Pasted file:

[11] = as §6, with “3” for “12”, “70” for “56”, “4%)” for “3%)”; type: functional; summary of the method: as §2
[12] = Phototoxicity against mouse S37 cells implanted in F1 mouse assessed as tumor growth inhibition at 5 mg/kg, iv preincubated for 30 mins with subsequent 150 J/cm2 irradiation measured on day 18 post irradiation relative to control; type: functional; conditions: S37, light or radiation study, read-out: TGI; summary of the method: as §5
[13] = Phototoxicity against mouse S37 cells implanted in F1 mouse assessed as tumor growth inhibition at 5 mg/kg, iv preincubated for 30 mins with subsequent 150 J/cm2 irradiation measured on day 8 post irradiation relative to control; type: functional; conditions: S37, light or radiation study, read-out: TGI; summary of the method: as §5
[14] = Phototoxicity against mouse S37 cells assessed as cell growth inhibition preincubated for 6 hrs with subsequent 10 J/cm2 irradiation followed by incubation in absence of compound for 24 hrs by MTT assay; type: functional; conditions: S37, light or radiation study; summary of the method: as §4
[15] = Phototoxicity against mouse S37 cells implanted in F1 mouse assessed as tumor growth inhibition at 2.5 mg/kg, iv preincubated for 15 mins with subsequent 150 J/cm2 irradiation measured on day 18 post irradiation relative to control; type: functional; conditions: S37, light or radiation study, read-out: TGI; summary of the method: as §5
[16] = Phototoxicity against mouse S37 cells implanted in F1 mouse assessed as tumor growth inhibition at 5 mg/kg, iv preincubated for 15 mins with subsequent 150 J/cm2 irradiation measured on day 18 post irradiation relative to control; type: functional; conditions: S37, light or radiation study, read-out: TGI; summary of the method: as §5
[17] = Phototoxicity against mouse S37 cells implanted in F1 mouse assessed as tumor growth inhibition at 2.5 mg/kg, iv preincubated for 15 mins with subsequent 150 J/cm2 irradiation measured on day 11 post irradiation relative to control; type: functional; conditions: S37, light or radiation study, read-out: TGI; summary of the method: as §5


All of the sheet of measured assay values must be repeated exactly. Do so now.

[11] = as §6, with “3” for “12”, “70” for “56”, “4%)” for “3%)”; type: functional; summary of the method: as §2
[12] = Phototoxicity against mouse S37 cells implanted in F1 mouse assessed as tumor growth inhibition at 5 mg/kg, iv preincubated for 30 mins with subsequent 150 J/cm2 irradiation measured on day 18 post irradiation relative to control; type: functional; conditions: S37, light or radiation study, read-out: TGI; summary of the method: as §5
[13] = Phototoxicity against mouse S37 cells implanted in F1 mouse assessed as tumor growth inhibition at 5 mg/kg, iv preincubated for 30 mins with subsequent 150 J/cm2 irradiation measured on day 8 post irradiation relative to control; type: functional; conditions: S37, light or radiation study, read-out: TGI; summary of the method: as §5
[14] = Phototoxicity against mouse S37 cells assessed as cell growth inhibition preincubated for 6 hrs with subsequent 10 J/cm2 irradiation followed by incubation in absence of compound for 24 hrs by MTT assay; type: functional; conditions: S37, light or radiation study; summary of the method: as §4
[15] = Phototoxicity against mouse S37 cells implanted in F1 mouse assessed as tumor growth inhibition at 2.5 mg/kg, iv preincubated for 15 mins with subsequent 150 J/cm2 irradiation measured on day 18 post irradiation relative to control; type: functional; conditions: S37, light or radiation study, read-out: TGI; summary of the method: as §5
[16] = Phototoxicity against mouse S37 cells implanted in F1 mouse assessed as tumor growth inhibition at 5 mg/kg, iv preincubated for 15 mins with subsequent 150 J/cm2 irradiation measured on day 18 post irradiation relative to control; type: functional; conditions: S37, light or radiation study, read-out: TGI; summary of the method: as §5
[17] = Phototoxicity against mouse S37 cells implanted in F1 mouse assessed as tumor growth inhibition at 2.5 mg/kg, iv preincubated for 15 mins with subsequent 150 J/cm2 irradiation measured on day 11 post irradiation relative to control; type: functional; conditions: S37, light or radiation study, read-out: TGI; summary of the method: as §5